Diffusion weighted imaging-MRI and cranial CT imaging studies were performed at the emergency room. The localization of the brainstem infarct (bulbus, pons, or mesencephalon) were recorded (Figure 1), as well as other areas involved (eg, cerebellum, occipital lobe, anterior circulation) if present. CTA or MRA was performed in all patients to delineate the anatomy of the vascular tree. Patients with a ≥50% stenosis in vertebral and basilar arteries as detected by CTA/MRA were considered to have large-artery atherothrombosis. For both CTA and MRA, the North American Symptomatic Carotid Endarterectomy Trial (NASCET) criteria was used to assess the severity of the stenosis in extracranial vessels6 and the severity of the stenosis in intracranial vessels was estimated using the method described in the Warfarin-Aspirin Symptomatic Intracranial Disease trial.7 All disagreements of greater than 10% were reviewed by a third reader who decided between the two measurements made. The localization of the stenosis and other accompanying stenotic lesions in the anterior circulation were also recorded if present (Figures 2 and 3).
Figure 1 Multiple pons infarcts in magnetic resonance images on diffusion-weighted images.
Figure 2 Right V4 stenosis on cervical magnetic resonance angiography.
Figure 3 Right V2 stenosis on cervical magnetic resonance angiography.
Clinical presentation, including vertigo, ataxia, gaze paresis, and dysarthria, were recorded as well as the National Institutes of Health (NIH) scores at the time of emergency room visit. Treatments that were being administered at the time of discharge were recorded. Modified Rankin scores at 3 months were calculated either by face-to-face interviews at the outpatient unit or by telephone calls. The time and causes of death were also recorded. Hospital admissions for any reason and the localization and timing of recurrent strokes occurring during the 1-year follow-up were determined. Kaplan–Meier curve analysis has been used for survival. Fisher’s exact test was used to examine the prognostic variables for recurrent strokes and mortality.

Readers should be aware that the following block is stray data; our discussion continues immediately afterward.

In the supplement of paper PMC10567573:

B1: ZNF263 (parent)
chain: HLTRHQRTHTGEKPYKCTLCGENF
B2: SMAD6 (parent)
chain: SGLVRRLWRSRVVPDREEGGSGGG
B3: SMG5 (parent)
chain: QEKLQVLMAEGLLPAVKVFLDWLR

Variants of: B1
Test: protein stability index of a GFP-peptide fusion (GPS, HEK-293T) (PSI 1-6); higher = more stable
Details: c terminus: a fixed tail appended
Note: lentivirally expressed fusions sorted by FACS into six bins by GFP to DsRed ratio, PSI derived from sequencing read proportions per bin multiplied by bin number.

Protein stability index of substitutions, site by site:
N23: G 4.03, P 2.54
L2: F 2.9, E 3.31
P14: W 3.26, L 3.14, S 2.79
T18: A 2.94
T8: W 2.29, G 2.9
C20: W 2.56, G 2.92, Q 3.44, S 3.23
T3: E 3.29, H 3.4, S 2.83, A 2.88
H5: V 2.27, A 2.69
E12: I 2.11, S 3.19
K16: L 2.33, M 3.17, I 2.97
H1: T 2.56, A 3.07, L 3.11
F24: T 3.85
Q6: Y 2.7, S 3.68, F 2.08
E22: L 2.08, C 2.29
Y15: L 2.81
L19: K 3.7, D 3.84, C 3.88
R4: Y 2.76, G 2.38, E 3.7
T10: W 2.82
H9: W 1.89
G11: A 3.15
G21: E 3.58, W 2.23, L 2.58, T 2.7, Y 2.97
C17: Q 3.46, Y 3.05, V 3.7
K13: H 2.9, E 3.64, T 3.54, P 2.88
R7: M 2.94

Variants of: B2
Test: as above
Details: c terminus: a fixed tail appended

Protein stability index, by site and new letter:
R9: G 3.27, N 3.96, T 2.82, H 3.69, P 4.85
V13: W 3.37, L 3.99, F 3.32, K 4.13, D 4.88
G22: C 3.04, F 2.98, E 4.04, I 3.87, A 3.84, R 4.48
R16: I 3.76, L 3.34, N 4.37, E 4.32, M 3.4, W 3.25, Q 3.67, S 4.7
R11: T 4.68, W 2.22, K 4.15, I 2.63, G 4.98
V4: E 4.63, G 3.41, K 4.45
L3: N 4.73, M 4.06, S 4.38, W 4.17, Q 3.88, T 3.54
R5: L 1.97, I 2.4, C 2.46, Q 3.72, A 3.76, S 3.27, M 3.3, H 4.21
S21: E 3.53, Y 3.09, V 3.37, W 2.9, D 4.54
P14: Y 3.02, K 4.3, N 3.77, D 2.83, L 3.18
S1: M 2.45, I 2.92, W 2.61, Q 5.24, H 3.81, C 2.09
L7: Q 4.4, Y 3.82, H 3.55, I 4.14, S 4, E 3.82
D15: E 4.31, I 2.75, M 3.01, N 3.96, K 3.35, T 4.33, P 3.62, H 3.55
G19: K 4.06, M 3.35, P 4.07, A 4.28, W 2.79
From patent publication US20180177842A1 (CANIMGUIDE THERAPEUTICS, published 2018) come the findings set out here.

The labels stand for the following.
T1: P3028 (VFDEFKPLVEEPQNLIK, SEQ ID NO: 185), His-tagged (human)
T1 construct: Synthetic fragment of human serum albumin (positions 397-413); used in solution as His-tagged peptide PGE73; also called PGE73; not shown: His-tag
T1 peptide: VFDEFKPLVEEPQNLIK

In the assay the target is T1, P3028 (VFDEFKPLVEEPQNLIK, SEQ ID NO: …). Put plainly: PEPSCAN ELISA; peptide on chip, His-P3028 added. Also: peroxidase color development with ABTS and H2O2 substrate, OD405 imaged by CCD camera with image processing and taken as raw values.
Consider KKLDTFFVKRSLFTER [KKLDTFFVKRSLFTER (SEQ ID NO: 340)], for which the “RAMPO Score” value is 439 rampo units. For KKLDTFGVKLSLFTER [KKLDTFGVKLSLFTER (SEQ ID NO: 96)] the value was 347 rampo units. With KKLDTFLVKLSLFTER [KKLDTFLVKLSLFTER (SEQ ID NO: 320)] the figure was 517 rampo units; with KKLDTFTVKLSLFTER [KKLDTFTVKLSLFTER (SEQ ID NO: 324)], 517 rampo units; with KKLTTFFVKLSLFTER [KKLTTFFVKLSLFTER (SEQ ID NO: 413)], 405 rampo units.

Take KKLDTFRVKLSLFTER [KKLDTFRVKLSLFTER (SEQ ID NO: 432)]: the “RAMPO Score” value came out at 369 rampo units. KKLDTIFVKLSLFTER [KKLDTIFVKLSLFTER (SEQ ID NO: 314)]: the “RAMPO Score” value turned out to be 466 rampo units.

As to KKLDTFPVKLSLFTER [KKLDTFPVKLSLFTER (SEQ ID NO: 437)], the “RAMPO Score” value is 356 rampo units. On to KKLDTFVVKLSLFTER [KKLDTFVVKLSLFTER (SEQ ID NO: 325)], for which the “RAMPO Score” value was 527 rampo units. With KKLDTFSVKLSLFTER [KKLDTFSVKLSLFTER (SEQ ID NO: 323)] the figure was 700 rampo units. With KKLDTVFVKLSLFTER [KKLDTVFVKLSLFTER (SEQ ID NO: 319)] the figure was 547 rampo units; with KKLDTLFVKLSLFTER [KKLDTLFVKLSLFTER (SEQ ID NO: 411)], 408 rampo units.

A total of 53 patients with a mean age of 65.3±1.22 years who had brainstem infarction with large-vessel atherothrombosis were recruited into the study. Of the study participants, 30 were males. The risk factors in our patient group are shown in Table 1. At the time of initial presentation, 24 patients had ataxia, 20 had dysarthria, four had gaze paresis, and 22 had paresis with an overall mean NIH score of 7.9±2.8. Also, two of the 53 subjects had impaired consciousness. Anesthesia was not administered, and no patients underwent endovascular or other type of surgical intervention.